Jennifer Jellison Holme is an associate professor in the Department of Educational Administration, and she argues that reducing the levels of racial and economic segregation in schools is essential to providing high-quality learning experiences for students of color.


Terrance Green:

Terrance Green is an assistant professor in the Department of Educational Administration, and he proposes that shifting from a deficit perspective to an asset-based perspective regarding students of color will help schools better assist these students.


Great education professionals have an enviable skill set – the ability to lead, be empathetic, inspire, motivate, communicate, strengthen, and ignite curiosity. Meet six of our alumni who rise to the challenge, bringing heart, soul, mind, and an indefatigable sense of mission to their work with students.

ALEX OLIVARES

Alex Olivares

UTeach, B.J., ‘08
Crockett High School

I got out of UTeach and thought, “Wow, none of that stuff’s ever going to work in the real world. It’s great and dandy if you have a special school with magnet and high level students, but in a normal environment it’s not going to apply.” As I taught for more and more years, I realized that it’s simply the way to teach. Slowly I incorporated the UTeach strategies more and more, and at this point almost all of my classes are problem- and inquiry-based. I understand the benefits of teaching this way, that it yields long-term learning benefits for the students.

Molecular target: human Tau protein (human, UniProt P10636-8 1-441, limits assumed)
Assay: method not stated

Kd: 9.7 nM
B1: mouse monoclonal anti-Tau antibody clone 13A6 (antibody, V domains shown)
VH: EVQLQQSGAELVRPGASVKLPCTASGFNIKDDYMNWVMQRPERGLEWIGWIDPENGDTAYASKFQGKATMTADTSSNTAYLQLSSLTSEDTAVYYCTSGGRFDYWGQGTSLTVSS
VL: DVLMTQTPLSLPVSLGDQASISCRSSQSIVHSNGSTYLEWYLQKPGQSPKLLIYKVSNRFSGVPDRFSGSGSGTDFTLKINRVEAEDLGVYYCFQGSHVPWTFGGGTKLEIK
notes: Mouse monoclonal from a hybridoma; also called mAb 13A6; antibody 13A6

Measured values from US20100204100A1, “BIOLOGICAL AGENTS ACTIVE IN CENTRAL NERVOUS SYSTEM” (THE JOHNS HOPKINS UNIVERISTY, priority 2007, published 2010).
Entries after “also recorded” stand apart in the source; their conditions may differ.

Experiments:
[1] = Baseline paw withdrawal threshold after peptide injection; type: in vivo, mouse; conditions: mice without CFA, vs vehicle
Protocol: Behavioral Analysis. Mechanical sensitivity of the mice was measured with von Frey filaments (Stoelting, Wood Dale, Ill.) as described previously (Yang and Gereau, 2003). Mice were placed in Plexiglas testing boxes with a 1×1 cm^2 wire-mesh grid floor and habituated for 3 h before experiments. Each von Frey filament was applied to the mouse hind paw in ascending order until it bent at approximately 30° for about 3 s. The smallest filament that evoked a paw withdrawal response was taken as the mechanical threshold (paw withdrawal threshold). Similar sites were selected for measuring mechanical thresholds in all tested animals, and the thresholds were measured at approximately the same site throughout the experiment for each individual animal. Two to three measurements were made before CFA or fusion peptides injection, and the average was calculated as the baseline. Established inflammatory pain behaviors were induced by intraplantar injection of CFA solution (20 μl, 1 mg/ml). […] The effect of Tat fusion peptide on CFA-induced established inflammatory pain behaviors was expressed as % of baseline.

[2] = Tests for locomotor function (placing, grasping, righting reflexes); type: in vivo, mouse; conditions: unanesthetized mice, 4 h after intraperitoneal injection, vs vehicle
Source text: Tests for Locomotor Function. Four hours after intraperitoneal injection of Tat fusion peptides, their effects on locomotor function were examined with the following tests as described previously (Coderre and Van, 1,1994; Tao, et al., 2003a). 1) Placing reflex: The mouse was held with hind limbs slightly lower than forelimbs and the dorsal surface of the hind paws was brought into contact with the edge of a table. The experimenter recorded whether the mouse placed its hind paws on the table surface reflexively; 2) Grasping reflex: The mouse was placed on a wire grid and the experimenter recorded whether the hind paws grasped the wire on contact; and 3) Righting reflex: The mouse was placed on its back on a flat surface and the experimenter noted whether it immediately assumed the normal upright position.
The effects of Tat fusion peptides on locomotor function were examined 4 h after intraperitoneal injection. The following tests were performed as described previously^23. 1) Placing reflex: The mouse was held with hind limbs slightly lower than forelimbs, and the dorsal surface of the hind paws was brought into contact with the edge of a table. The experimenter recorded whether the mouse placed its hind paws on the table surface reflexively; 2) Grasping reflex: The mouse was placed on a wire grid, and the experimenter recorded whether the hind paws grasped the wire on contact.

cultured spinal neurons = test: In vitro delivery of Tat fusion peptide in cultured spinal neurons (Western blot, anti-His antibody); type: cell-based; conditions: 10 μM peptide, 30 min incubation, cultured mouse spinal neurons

Depression isn’t the same for everyone – the way you experience it can vary according to your age, gender, and life circumstances. Three educational psychology researchers have been looking specifically at depression in men and young girls and at how to uncover depression in people who don’t even know they have it.


Aaron Rochlen:

Aaron Rochlen is an educational psychology professor whose research focuses on men’s mental and emotional wellbeing. Here, he explains how depression is different for men than it is for women and what can happen if men don’t get the help they need.

“There’s just a lot of stigma around men seeking help for any kinds of mental health problems as well as physical issues. While women have traditionally been diagnosed with depression 2-3 times more often than men, men are committing suicide at rates of 4-6 times more often.”


Kevin Stark:

Pediatric behavioral health expert Kevin Stark is nationally known for his research on depression in children. In this clip, he describes why it’s so important to catch depression early in girls and the best way of treating it.

“The rate of depression among females is at least twice that of males.”


Stephanie Rude:

Stephanie Rude examines ways of detecting depression in people who don’t realize they have depression and preventing recurrences of the condition. Find out the simple but revealing strategy she uses to uncover “masked” depression.

“When people are able to take a couple of steps back and see the difficult situations that they are in from a larger perspective – kind of a wide angle lens view – they seem to be able to realize that they are not the only ones suffering.”